Such A Focus On Subject Lines
Why do you click on an e-mail from me? Or from anyone, for that matter?
A lot of e-mail markers out there obsess about subject lines. How can a subject line capture a reader’s attention? What can I say to make them click on it? I think there is a better approach, but first let me address these obsessions.
There is a lot of testing of subject lines to see which ones perform better in terms of Open Rates. But, this approach is flawed for two reasons.
First of all, the Open Rate isn’t a particularly useful measure of the effectiveness of your e-mail. For starters, Open Rates are notoriously inaccurate because of the way different e-mail viewers work. Some people may have seen and read your e-mail without technically “opening” it.
But more importantly, getting people to open your e-mail isn’t the goal of your marketing. What do people find when they open it? Do they click on links within the e-mail itself? Are they reading the content and engaging with your business? If your subject line is causing people to click on the e-mail only to find it lacks useful content or has poor design, you have not accomplished your goal.
The second reason the obsession with Subject Lines is misguided is that there are so many reasons people do or don’t open an e-mail. Some people say that it is affected by the time of delivery, or which mailbox it got delivered to. Individually, maybe someone got behind and their Inbox overflowed! But the best indicator of whether someone will open an e-mail is the person or business it is coming from, and whether they have a relationship with them.
That relationship starts at the very beginning of the e-mail marketing interaction. The first couple of pieces you send them after they sign up, or opt in. Those first couple of pieces usually have excellent open rates because people just signed up! And they are critical to establishing the expectation people will have when they receive e-mail from you.
After they have seen one or two e-mails from you, they have a picture in their mind of “what you send.” Does it require them to watch a 15 minute video every time? Or can they glean some useful information within a few minutes? Do they feel connected to you, and find that the e-mails deepen that relationship?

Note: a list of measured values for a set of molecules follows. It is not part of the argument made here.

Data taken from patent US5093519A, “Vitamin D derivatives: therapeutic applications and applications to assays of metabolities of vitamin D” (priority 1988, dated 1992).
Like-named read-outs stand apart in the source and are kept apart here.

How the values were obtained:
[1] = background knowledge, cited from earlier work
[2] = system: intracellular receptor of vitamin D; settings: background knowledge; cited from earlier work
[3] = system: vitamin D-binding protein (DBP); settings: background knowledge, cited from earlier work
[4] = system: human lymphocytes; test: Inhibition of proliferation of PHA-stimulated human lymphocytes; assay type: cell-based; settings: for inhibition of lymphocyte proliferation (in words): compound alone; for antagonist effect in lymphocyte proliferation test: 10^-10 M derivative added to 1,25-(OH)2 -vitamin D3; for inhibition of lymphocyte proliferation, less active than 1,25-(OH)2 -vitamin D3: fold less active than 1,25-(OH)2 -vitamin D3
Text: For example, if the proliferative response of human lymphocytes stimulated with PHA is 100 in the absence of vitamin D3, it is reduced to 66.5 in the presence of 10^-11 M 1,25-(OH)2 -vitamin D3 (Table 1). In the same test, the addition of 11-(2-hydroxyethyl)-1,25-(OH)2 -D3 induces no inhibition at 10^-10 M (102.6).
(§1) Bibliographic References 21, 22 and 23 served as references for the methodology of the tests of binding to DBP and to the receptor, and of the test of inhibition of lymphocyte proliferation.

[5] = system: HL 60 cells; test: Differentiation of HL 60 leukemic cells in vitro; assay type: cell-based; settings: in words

That relationship and those expectations play the biggest role in whether people continue to open, or read, or stay subscribed, or engage with your e-mails.
I have a confession to make. When I sent out my first two e-mail newsletters, I forgot to change the subject line! All it said was the name of my company. Oops! But, in the end, it didn’t really affect my open rates at all. The people on my list still found great content in the e-mail.
Now, let me just say that I am not talking about giant companies with millions of people on their list. They can look at statistics, and test subject lines all they want. But the same rules don’t necessarily apply to small businesses. At that level, the most critical thing is the relationship your readers have with you.
So, if you have established a good relationship with your list, then they will look forward to getting your e-mails, no matter what the subject line is.
Having said that, I’m not recommending that you forget about your subject lines, like I did. Here are some suggestions for creating subject lines with a focus on relationship building:
– Don’t obsess about it!
– Ask them a question that is answered in the e-mail
– Tell them what they will find in the e-mail (e.g. “Find out…” or “Learn to…”)
– Mix it up – occasionally do a very short or more creative subject line
– Show your personality – its okay to use lingo, or abbreviations, or emoticons as long as it matches who you are and your brand.
Now off you go!